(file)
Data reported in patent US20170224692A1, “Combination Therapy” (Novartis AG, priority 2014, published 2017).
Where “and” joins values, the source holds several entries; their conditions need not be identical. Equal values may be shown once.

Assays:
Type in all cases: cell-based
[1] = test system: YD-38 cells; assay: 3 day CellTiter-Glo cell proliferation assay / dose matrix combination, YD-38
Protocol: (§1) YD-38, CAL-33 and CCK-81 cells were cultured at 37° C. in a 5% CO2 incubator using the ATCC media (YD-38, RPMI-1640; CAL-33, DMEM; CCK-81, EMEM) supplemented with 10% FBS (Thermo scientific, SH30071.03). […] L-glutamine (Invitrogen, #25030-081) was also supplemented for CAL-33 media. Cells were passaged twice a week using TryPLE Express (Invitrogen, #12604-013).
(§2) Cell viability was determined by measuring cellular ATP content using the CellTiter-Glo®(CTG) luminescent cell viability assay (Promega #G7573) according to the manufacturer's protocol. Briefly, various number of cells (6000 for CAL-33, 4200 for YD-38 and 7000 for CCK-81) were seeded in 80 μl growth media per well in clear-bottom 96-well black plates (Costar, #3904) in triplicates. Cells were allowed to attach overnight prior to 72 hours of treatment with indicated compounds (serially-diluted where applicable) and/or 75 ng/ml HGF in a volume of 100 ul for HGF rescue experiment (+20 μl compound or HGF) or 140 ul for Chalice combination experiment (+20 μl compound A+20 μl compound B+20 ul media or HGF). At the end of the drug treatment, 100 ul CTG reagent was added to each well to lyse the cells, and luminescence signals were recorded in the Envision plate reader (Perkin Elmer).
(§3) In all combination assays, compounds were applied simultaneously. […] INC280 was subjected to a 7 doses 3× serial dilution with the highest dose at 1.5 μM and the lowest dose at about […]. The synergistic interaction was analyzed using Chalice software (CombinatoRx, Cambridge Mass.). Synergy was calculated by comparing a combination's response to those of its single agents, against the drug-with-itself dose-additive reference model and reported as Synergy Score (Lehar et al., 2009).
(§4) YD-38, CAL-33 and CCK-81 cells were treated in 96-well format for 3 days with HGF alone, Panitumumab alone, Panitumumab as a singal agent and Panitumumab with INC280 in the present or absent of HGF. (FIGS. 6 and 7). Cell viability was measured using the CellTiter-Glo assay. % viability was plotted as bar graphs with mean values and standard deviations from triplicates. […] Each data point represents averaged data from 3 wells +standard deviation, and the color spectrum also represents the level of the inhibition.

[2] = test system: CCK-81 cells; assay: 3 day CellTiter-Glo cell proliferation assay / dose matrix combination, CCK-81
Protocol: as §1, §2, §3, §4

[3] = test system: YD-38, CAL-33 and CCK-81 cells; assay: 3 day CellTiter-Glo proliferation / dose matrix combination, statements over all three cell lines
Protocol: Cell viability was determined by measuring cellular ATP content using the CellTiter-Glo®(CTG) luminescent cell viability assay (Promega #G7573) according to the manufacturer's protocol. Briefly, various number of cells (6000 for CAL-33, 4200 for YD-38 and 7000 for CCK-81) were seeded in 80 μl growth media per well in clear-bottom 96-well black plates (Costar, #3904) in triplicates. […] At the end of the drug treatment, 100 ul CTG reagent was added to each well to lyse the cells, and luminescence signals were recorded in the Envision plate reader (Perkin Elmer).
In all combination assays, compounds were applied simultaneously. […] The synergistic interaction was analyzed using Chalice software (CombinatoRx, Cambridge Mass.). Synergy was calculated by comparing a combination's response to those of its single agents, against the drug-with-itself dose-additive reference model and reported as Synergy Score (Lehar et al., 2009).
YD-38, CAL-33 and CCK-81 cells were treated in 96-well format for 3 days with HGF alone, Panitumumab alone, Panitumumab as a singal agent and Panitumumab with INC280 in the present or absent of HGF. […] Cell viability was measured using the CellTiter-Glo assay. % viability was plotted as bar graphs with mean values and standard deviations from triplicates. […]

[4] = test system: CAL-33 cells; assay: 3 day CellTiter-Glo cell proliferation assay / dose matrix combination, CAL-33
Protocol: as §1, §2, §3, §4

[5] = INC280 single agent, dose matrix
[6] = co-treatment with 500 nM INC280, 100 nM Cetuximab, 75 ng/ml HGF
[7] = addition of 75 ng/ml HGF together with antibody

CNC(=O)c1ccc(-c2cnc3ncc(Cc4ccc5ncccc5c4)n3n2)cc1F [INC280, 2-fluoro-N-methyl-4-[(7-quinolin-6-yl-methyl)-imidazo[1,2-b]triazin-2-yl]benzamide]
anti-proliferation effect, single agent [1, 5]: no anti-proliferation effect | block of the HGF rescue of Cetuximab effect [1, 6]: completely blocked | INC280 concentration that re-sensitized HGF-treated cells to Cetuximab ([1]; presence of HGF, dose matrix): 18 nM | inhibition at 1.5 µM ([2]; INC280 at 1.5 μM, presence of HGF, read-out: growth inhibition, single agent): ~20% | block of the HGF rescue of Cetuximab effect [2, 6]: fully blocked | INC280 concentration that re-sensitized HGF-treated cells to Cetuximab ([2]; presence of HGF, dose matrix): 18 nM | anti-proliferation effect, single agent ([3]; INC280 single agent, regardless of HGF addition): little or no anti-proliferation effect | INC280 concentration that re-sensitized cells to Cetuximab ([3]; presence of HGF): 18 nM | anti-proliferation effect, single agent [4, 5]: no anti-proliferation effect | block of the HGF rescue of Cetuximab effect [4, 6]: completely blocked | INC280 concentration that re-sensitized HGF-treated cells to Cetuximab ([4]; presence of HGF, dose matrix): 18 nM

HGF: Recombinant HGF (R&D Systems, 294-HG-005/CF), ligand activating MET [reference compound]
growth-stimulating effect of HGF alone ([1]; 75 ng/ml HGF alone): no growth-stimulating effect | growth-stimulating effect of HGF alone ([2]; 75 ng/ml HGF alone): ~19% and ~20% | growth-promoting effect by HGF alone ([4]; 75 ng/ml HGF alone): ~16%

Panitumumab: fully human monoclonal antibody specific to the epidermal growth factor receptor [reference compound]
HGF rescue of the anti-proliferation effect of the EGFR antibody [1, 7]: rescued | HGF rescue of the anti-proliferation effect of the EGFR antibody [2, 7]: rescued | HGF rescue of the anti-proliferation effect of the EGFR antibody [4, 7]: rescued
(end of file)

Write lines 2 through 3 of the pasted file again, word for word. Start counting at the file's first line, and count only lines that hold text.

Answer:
Where “and” joins values, the source holds several entries; their conditions need not be identical. Equal values may be shown once.

Assays: